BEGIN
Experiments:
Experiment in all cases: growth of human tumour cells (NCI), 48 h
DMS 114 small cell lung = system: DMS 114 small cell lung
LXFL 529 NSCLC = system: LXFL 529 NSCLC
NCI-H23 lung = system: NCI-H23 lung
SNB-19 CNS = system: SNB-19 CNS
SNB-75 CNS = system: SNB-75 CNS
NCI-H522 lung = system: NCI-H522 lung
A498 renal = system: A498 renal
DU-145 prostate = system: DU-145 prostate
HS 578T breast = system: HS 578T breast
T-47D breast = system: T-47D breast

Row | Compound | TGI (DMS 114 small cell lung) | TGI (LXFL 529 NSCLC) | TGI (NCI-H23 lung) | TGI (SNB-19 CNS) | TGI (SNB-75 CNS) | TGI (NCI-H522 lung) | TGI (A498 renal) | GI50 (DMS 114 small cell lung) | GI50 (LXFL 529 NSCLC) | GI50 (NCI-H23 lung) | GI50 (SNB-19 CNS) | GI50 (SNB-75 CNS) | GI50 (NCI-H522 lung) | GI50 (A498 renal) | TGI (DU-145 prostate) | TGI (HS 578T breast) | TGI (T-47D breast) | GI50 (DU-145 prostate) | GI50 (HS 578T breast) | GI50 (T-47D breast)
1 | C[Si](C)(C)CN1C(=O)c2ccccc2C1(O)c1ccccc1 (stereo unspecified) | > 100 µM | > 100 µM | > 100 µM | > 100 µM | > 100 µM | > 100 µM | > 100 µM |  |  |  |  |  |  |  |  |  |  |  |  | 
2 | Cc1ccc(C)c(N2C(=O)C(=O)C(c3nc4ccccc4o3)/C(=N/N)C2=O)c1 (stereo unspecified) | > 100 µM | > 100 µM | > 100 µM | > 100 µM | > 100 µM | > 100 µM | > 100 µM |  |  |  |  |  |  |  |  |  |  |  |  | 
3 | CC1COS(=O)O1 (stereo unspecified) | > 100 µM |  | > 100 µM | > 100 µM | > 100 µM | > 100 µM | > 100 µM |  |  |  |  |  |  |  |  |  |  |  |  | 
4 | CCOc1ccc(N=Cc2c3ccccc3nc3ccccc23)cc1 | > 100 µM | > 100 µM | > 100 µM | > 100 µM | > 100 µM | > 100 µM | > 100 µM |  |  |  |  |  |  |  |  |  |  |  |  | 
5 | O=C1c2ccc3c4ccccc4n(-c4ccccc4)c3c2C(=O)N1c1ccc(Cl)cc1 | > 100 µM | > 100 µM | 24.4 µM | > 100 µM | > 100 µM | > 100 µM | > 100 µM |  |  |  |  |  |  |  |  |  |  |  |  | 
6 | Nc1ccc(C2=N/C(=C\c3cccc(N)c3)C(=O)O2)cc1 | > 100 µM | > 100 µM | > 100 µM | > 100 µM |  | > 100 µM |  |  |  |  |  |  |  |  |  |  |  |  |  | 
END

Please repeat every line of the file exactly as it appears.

Experiments:
Experiment in all cases: growth of human tumour cells (NCI), 48 h
DMS 114 small cell lung = system: DMS 114 small cell lung
LXFL 529 NSCLC = system: LXFL 529 NSCLC
NCI-H23 lung = system: NCI-H23 lung
SNB-19 CNS = system: SNB-19 CNS
SNB-75 CNS = system: SNB-75 CNS
NCI-H522 lung = system: NCI-H522 lung
A498 renal = system: A498 renal
DU-145 prostate = system: DU-145 prostate
HS 578T breast = system: HS 578T breast
T-47D breast = system: T-47D breast

Row | Compound | TGI (DMS 114 small cell lung) | TGI (LXFL 529 NSCLC) | TGI (NCI-H23 lung) | TGI (SNB-19 CNS) | TGI (SNB-75 CNS) | TGI (NCI-H522 lung) | TGI (A498 renal) | GI50 (DMS 114 small cell lung) | GI50 (LXFL 529 NSCLC) | GI50 (NCI-H23 lung) | GI50 (SNB-19 CNS) | GI50 (SNB-75 CNS) | GI50 (NCI-H522 lung) | GI50 (A498 renal) | TGI (DU-145 prostate) | TGI (HS 578T breast) | TGI (T-47D breast) | GI50 (DU-145 prostate) | GI50 (HS 578T breast) | GI50 (T-47D breast)
1 | C[Si](C)(C)CN1C(=O)c2ccccc2C1(O)c1ccccc1 (stereo unspecified) | > 100 µM | > 100 µM | > 100 µM | > 100 µM | > 100 µM | > 100 µM | > 100 µM |  |  |  |  |  |  |  |  |  |  |  |  | 
2 | Cc1ccc(C)c(N2C(=O)C(=O)C(c3nc4ccccc4o3)/C(=N/N)C2=O)c1 (stereo unspecified) | > 100 µM | > 100 µM | > 100 µM | > 100 µM | > 100 µM | > 100 µM | > 100 µM |  |  |  |  |  |  |  |  |  |  |  |  | 
3 | CC1COS(=O)O1 (stereo unspecified) | > 100 µM |  | > 100 µM | > 100 µM | > 100 µM | > 100 µM | > 100 µM |  |  |  |  |  |  |  |  |  |  |  |  | 
4 | CCOc1ccc(N=Cc2c3ccccc3nc3ccccc23)cc1 | > 100 µM | > 100 µM | > 100 µM | > 100 µM | > 100 µM | > 100 µM | > 100 µM |  |  |  |  |  |  |  |  |  |  |  |  | 
5 | O=C1c2ccc3c4ccccc4n(-c4ccccc4)c3c2C(=O)N1c1ccc(Cl)cc1 | > 100 µM | > 100 µM | 24.4 µM | > 100 µM | > 100 µM | > 100 µM | > 100 µM |  |  |  |  |  |  |  |  |  |  |  |  | 
6 | Nc1ccc(C2=N/C(=C\c3cccc(N)c3)C(=O)O2)cc1 | > 100 µM | > 100 µM | > 100 µM | > 100 µM |  | > 100 µM |  |  |  |  |  |  |  |  |  |  |  |  |  | 